The tone of the Dream Songs is quite surreal and associative, and yet each is carefully constructed, with a great deal of control of both wording and thought hidden beneath apparent chaos. The poems appear to be nearly diary entries, and yet they are neither trivial nor occasional. Attempting to describe the Dream Songs, however, is a rather difficult. The poems are written in odd, crumpled syntax, as exemplified from the very first lines of the very first song:
- Huffy Henry hid the day,
- unappeasable Henry sulked.
In his 366th "Dream Song" Berryman himself wrote, "These Songs are not meant to be understood, you understand. / They are only meant to terrify & comfort." Elsewhere he wrote that "to make laugh and to hurt / is and was all [Henry] ever intended," and the Dream Songs veer sharply between the tones of low comedy and extreme darkness. As Berryman wrote in letters to various friends, his intention with the Dream Songs was to write poetry that would put the reader constantly off-guard—uncertain whether the next poem, or even the next line, would turn to laughter or to pain. By mixing the tones of comedy and tragedy, Berryman was able to accomplish a rare feat: a work of literature that is at times intensely funny, and at times powerfully sad.
It has been noted by many critics that 77 Dream Songs better accomplish Berryman's vision than the latter 308 poems contained in His Toy, His Dream, His Rest. As Berryman aged his tone turned increasingly darker, and the latter Dream Songs are often unflinchingly morose. Nonetheless, some of the latter poems remain both comforting and terrifying, just as Berryman intended.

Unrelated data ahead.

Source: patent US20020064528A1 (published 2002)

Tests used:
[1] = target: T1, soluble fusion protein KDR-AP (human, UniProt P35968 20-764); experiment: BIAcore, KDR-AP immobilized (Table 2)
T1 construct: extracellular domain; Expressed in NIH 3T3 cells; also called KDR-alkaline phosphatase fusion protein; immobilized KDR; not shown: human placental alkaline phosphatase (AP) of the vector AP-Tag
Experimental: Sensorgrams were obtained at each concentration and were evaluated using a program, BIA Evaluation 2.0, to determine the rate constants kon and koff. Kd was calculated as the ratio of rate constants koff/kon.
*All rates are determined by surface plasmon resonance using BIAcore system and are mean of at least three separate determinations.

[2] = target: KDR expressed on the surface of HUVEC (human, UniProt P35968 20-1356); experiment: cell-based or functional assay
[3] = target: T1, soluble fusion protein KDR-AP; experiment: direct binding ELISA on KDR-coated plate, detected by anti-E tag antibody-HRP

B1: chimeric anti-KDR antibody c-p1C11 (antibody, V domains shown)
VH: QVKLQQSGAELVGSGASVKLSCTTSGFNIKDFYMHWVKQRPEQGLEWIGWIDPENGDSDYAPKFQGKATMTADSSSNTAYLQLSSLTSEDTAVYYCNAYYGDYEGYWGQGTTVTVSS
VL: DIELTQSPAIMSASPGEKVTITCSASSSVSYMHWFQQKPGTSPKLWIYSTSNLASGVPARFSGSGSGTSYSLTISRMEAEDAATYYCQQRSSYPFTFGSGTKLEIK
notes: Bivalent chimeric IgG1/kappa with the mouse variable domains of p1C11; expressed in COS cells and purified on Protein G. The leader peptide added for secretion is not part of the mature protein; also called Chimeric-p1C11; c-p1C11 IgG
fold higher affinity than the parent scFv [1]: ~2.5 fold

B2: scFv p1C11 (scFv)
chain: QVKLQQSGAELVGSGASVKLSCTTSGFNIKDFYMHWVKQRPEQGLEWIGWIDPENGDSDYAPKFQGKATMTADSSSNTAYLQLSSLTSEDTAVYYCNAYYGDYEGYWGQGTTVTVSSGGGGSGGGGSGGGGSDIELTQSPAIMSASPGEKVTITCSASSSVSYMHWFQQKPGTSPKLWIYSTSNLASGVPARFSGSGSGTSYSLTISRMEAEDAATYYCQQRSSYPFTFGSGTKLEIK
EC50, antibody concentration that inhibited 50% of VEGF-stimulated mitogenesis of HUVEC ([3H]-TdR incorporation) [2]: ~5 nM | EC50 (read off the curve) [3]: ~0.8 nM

- Berryman, John. Poems. Norfolk, CT: New Directions Press, 1942.
- Berryman, John. The Dispossessed. New York: William Sloan Associates, 1948.
- Berryman, John. Homage to Mistress Bradstreet. New York: Farrar, Straus & Giroux, 1956.
- Berryman, John. 77 Dream Songs. New York: Farrar, Straus & Giroux, 1964.
- Berryman, John. Berryman's Sonnets. New York: Farrar, Straus & Giroux, 1967.
- Berryman, John. The Dream Songs. New York: Farrar, Straus & Giroux, 1969.
- Berryman, John. His Toy, His Dream His Rest. New York: Farrar, Straus & Giroux, 1969.
- Berryman, John. Delusions, Etc. New York: Farrar, Straus & Giroux, 1972.
ReferencesISBN links support NWE through referral fees
- Dickey, James. From Babel to Byzantium: Poets and Poetry Now. New York: Farrar, Straus, and Giroux, 1968.
- Dinger, Ed. Seems Like Old Times. Iowa City, IA: University of Iowa Press.
- Tampa Man Killed Self Coroner's Jury States The Evening Independent, June 28, 1926. Retrieved December 24, 2014.
All links retrieved May 14, 2018.
- John Berryman by Edward Brunner and Cary Nelson at Modern American Poetry
- The Paris Review interview